Tuesday, July 11, 2017
Different Strokes for Different Weeks
Two different weeks - two totally different kinds of races. Restrictor plate racing isn't usually my favorite but last week's Daytona 400 was an exception. It was exciting. It seemed as if the drivers were edgier, and more aggressive than usual. There were chills and spills and 15 cautions. Kyle Larson went flying up in the air....again. The cars up front kept changing thanks to the leaders being taken out. In the end, Ricky Stenhouse, Jr. prevailed and I was glad to see it, both for Ricky's and Jack Roush's sake.
The last few years, it seemed like we were seeing the withering away of the Roush organization. They went from fielding five top cars to only two, piloted by rookies. Their wins grew farther and farther apart but Jack persevered. He didn't give up and it is beginning to pay off. Ricky has two wins. He'll be in the Chase.
In Kentucky, it was just the opposite. Who would have thought several years ago that the Furniture Row team would be the powerhouse it is today? A one-car team from Colorado? But Barney Visser had the same kind of determination as Jack Roush. We saw the first signs of real potential when they hired Kurt Busch to drive for them. I think having a championship driver with a passion to succeed behind the wheel gave that whole organization new hope and optimism. Their trajectory was up from there and they've just kept going with Martin Truex, Jr.
Of course, I have to say, it makes for a rather boring race when the leader is 13 seconds ahead of the pack. NASCAR fans are always bitching about unnecessary debris cautions but I admit, I was freaking praying for a debris caution. A caution finally came at the end. It didn't change the outcome of the race but at least there was a lap of suspense. More power to Truex though - he swept the first two stages and the win. He now has more stage wins than all the other organizations combined!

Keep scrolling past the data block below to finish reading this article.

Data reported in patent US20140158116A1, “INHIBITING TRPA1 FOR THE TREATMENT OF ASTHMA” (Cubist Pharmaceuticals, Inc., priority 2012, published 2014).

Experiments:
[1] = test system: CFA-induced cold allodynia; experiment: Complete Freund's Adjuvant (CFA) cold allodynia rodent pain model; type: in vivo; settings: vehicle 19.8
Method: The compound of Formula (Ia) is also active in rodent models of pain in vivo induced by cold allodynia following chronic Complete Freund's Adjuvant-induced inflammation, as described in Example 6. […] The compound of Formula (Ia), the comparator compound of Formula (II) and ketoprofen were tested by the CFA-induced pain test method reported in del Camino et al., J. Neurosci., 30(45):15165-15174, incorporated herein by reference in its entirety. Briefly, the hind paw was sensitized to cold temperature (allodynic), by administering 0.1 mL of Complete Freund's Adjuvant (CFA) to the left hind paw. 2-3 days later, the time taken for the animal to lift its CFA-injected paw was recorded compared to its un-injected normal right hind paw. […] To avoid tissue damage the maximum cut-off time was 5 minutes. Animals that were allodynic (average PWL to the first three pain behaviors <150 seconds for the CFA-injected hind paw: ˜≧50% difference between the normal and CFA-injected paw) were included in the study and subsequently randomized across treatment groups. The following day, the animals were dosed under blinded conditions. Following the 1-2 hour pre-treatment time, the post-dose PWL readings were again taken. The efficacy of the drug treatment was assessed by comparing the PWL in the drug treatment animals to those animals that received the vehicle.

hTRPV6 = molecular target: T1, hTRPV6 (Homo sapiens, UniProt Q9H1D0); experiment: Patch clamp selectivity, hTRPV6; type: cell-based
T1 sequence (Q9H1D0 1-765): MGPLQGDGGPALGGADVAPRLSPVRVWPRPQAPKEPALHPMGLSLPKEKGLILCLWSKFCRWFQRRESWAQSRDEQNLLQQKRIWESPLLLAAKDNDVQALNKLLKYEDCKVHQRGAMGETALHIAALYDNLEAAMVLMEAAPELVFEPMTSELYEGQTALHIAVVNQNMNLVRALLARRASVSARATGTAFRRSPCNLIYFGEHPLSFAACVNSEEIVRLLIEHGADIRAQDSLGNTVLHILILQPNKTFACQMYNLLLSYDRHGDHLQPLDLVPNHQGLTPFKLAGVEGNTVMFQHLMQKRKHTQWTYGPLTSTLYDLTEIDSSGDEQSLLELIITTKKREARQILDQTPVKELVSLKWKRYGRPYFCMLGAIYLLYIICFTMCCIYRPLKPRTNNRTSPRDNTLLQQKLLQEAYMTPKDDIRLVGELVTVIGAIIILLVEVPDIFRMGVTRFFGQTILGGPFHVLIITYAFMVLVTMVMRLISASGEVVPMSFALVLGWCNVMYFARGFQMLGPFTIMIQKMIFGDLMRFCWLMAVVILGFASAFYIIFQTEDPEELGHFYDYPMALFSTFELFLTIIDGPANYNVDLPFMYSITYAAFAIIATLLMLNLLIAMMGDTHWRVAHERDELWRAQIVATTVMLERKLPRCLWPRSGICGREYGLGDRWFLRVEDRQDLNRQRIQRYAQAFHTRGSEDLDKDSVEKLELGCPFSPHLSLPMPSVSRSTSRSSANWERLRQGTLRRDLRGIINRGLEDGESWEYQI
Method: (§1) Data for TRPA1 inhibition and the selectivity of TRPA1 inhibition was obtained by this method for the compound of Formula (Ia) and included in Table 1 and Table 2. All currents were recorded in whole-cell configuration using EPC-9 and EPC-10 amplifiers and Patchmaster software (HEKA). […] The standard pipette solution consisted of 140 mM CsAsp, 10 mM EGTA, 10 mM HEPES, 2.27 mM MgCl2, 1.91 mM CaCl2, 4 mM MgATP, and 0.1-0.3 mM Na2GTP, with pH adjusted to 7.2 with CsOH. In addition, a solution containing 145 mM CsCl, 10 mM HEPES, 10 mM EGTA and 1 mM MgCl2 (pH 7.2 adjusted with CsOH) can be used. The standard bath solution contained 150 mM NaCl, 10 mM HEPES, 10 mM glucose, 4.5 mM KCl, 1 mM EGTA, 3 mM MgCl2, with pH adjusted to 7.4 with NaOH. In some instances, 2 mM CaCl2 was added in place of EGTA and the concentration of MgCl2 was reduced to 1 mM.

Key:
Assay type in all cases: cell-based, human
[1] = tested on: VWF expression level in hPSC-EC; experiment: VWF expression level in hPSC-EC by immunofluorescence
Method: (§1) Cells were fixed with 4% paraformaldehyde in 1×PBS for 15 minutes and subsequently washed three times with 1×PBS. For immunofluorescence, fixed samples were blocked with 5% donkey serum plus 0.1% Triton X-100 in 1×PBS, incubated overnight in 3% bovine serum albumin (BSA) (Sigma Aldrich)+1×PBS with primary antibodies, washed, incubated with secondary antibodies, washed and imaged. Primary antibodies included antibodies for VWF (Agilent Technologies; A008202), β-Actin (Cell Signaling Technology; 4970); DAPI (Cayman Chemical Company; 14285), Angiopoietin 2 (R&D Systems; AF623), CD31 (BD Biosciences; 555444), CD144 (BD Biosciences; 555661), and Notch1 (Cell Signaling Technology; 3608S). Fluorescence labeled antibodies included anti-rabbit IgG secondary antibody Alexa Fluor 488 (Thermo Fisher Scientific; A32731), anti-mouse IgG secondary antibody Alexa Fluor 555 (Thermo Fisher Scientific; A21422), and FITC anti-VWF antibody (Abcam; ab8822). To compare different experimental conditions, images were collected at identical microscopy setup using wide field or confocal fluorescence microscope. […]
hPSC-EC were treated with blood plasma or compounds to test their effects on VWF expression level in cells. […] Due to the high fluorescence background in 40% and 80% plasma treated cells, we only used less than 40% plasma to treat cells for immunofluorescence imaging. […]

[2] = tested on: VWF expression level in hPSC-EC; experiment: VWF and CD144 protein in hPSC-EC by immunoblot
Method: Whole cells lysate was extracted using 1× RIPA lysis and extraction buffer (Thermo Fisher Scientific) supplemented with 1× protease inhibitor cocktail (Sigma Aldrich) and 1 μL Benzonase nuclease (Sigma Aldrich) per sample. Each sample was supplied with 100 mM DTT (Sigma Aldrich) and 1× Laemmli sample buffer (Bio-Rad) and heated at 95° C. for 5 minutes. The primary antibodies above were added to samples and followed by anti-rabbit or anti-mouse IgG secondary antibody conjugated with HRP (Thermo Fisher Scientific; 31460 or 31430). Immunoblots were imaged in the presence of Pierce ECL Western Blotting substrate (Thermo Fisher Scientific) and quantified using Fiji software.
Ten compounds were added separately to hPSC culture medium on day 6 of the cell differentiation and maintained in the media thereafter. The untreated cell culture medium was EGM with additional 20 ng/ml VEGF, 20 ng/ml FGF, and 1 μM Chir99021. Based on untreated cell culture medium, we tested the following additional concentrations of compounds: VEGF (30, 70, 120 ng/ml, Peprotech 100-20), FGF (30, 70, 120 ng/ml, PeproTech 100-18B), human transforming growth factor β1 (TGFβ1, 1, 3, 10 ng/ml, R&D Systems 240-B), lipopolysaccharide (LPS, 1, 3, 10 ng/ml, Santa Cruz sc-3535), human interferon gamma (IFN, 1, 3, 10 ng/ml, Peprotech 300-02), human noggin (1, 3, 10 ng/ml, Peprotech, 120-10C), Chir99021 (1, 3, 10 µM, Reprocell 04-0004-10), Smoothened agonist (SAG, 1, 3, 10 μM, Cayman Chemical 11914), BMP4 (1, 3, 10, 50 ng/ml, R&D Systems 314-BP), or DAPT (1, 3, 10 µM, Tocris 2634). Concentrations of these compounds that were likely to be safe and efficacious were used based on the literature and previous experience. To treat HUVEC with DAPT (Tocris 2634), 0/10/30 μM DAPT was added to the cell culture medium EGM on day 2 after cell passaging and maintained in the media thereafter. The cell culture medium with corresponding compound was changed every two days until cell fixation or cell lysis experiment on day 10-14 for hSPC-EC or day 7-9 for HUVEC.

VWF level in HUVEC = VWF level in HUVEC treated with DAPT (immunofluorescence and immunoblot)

The most thrilling thing about the Kentucky race was watching Kyle Larson slicking his way through the field - twice! He made 90 green flag passes over all. He started at the very back and got to the front lickety-split. Then he got nailed for speeding and went to the back again and flew forward again. He finally ended up second after all of that. Pretty cool.
What indefinable something causes teams like Roush and Furniture Row go up and down? Does a brilliant engineer come up with a unique new idea about building a car? Does a crew chief think of innovative new set up? Is it a driver who instills dedication into his crew? Is it just the right combination of personalities that result in everyone's best performances. No one really knows for sure but it is what they all strive for.
We learned this week that Matt Kenseth won't be back with JGR next season. That doesn't surprise me much. Joe Gibbs always has had a penchant for the young bucks, rather than the old troopers. I've heard he wants to snatch up Erik Jones before he loses the chance. Well, that's what happened to Rick Hendrick when he let Mark Martin stay on another year and lost Brad Keselowski to Roger Penske.
The other rumor about this particular situation is that Matt Kenseth will be taking Junior's place for at least a year while Rick grooms a rookie (and I've honestly forgotten who. Alex Bowman?) I always thought Kenseth would be a perfect match for HMS. He's low-key, not a gloryhound, always gives 100 percent, all-around good guy. (Yes, I know he's had his moments). Of course, there's also Kasey Kahne, who future is uncertain. He just never hit the ground running at Hendrick like everyone thought he would.
And so it goes in the ever-changing world of NASCAR.